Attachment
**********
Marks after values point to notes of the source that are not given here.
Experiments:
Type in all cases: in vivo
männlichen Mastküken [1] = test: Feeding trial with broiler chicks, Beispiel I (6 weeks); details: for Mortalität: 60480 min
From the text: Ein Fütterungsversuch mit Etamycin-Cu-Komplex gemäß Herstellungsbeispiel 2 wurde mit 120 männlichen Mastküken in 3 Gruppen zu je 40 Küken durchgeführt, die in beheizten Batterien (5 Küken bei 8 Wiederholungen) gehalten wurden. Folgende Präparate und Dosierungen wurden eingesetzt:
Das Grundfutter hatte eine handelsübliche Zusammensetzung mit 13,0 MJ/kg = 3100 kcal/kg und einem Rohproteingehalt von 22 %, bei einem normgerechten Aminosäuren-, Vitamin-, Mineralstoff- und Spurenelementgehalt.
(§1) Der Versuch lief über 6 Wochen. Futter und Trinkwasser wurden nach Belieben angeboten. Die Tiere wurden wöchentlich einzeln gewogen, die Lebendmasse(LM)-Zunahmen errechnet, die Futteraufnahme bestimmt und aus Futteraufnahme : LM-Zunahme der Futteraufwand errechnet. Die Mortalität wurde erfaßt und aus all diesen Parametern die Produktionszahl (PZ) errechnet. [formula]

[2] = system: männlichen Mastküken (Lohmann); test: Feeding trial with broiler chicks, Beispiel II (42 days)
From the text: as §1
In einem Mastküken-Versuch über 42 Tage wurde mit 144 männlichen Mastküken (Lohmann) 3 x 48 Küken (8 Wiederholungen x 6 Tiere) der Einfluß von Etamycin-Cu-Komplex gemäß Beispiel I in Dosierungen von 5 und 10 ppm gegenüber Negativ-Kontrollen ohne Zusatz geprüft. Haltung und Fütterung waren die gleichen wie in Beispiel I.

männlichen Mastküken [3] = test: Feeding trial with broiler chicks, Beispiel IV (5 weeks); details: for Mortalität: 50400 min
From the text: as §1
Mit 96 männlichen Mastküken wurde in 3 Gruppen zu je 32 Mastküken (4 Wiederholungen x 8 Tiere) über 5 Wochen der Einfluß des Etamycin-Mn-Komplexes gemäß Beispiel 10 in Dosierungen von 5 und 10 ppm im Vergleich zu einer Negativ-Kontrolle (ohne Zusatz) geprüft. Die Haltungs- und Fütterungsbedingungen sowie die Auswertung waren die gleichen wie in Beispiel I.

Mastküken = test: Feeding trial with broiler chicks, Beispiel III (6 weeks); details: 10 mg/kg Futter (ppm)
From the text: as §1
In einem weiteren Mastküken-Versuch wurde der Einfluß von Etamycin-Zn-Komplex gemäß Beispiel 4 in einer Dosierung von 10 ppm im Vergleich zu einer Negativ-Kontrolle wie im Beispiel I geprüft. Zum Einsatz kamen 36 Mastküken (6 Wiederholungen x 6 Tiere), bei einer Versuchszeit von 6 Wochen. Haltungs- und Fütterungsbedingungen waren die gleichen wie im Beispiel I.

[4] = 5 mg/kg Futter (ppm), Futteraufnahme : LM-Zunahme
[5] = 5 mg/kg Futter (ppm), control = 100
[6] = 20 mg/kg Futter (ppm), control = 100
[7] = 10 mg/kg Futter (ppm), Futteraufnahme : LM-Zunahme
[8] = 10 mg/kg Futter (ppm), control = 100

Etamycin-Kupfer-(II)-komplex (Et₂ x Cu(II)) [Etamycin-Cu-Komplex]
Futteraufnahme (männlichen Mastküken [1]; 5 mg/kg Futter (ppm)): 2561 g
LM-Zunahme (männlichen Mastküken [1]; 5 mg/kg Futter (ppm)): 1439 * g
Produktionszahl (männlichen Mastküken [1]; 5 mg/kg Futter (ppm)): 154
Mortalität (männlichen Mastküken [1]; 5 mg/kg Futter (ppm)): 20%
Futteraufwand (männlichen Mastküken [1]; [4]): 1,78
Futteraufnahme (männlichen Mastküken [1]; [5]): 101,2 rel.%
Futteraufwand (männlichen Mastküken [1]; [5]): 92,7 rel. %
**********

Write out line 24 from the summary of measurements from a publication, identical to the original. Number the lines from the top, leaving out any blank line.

LM-Zunahme (männlichen Mastküken [1]; 5 mg/kg Futter (ppm)): 1439 * g